New measures approved during Alabama's legislative session could affect school systems across the state.
News 4's Demetria McClenton reports on a new law to lower the school age.
Cindy Blount's kindergarten class is full of eager and enthusiastic learners.
Blount's a veteran teacher who can easily pick out future superstars.
“Their parents have been working with them at home and it makes a huge difference,” said Blount.
By preparing kids early, by the time they get to Blount's class they know their numbers, letters, and sounds.
“They already have a lot of knowledge and that helps them learn faster. We can also see a big boost in knowledge with technology,” said Blount.
Alabama Governor Robert Bentley recently signed a new bill to lower school starting age from 7 to 6.
Supporters say children who start at 7 are often too far behind their classmates.
They also teach math skills like adding and subtracting and even pared down high-school courses like geometry.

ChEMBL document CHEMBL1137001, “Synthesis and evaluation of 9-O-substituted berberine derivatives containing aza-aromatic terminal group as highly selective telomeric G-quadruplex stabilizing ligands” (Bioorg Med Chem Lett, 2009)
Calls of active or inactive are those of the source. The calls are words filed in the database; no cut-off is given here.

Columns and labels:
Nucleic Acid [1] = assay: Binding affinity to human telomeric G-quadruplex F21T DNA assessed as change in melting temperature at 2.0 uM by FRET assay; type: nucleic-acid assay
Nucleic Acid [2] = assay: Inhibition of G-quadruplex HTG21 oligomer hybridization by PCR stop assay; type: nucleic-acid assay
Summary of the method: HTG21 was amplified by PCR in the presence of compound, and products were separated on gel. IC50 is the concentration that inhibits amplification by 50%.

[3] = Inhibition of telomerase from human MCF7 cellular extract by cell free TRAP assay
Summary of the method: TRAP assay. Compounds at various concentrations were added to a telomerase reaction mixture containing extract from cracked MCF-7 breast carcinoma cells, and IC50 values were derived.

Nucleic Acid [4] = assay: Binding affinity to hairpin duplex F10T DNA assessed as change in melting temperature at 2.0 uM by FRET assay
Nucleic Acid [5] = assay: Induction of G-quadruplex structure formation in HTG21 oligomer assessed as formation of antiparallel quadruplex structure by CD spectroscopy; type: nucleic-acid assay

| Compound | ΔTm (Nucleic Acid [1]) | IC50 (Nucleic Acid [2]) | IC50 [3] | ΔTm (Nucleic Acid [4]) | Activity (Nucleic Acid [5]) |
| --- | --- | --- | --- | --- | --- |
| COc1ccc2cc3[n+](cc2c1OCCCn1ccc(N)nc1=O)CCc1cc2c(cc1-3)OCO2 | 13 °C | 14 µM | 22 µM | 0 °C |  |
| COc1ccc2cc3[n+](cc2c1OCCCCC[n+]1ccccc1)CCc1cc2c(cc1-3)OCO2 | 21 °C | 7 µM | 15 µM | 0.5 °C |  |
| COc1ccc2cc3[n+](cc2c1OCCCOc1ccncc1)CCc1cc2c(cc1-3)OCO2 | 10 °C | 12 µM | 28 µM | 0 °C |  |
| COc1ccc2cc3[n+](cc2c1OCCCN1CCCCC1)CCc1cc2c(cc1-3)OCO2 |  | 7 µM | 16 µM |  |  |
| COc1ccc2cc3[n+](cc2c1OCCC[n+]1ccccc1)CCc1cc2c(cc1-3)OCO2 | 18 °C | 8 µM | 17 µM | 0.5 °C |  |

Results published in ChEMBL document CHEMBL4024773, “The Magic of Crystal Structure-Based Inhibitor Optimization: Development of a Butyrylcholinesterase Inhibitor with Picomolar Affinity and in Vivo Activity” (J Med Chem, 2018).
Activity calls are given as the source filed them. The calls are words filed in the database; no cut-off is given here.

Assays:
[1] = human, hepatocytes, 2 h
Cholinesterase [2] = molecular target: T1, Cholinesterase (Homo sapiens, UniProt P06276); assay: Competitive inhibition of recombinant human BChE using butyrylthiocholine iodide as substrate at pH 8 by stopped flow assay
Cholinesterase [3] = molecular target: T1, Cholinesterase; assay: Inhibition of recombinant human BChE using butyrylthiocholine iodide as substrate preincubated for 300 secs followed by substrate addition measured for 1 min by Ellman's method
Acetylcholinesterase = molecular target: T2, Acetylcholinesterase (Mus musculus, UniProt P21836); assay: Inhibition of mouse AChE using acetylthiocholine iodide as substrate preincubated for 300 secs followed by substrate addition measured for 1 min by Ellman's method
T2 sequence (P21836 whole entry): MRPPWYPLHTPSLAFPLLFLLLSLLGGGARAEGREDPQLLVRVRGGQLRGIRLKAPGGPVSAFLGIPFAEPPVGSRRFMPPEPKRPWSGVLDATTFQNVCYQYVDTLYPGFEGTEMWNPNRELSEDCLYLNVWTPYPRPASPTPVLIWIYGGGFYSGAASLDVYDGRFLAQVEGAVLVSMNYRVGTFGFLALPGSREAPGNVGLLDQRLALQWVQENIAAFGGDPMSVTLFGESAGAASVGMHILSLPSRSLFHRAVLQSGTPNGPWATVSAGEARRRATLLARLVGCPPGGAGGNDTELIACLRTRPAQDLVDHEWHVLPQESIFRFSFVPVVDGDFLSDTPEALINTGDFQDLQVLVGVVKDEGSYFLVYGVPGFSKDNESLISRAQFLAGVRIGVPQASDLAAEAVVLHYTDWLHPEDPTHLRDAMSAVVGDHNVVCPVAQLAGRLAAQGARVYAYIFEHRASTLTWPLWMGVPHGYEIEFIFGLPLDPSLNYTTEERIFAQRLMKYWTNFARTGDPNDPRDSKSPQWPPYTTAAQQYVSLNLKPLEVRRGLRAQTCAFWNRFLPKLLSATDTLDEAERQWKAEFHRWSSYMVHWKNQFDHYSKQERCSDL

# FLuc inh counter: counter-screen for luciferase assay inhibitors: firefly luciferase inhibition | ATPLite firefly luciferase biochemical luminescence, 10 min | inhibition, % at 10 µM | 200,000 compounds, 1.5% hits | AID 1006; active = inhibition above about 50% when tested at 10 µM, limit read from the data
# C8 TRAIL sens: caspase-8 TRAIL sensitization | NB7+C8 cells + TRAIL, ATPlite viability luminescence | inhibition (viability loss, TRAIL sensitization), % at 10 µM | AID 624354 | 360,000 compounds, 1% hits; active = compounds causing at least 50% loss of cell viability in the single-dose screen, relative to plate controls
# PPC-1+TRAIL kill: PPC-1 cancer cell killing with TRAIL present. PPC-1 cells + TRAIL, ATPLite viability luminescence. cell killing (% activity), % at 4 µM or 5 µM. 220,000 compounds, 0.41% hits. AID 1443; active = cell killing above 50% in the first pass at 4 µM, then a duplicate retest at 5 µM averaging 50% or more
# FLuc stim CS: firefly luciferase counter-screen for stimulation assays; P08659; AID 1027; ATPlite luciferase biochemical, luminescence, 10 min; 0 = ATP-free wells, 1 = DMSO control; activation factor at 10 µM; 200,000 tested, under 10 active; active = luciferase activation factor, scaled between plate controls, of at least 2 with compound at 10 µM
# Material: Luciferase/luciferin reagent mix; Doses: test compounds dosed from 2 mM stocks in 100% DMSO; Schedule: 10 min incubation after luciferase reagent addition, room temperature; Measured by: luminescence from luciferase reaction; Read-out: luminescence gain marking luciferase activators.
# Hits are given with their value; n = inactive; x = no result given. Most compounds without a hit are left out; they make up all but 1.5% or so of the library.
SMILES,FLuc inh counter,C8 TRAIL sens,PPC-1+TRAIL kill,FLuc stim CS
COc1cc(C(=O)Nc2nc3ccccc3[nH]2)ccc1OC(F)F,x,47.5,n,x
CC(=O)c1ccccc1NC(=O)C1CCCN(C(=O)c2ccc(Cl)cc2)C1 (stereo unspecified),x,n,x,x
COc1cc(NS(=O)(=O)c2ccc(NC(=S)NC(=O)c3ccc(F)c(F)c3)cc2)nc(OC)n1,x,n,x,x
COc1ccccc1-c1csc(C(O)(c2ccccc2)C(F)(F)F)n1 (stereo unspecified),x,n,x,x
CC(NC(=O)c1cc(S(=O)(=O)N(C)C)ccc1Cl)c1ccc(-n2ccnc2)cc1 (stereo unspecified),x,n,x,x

“We're writing paragraphs in kindergarten. It's amazing,” said Blount.
Alabama is required to offer kindergarten but it's not state-mandated.
That's another thing Blount would like to see changed in her tenure.
“All Students should be required to go to Kindergarten. We're teaching first and second grade skills here,” said Blount.
Should a parent choose not to enroll their 6 year-old, they must provide a written request to local school officials.
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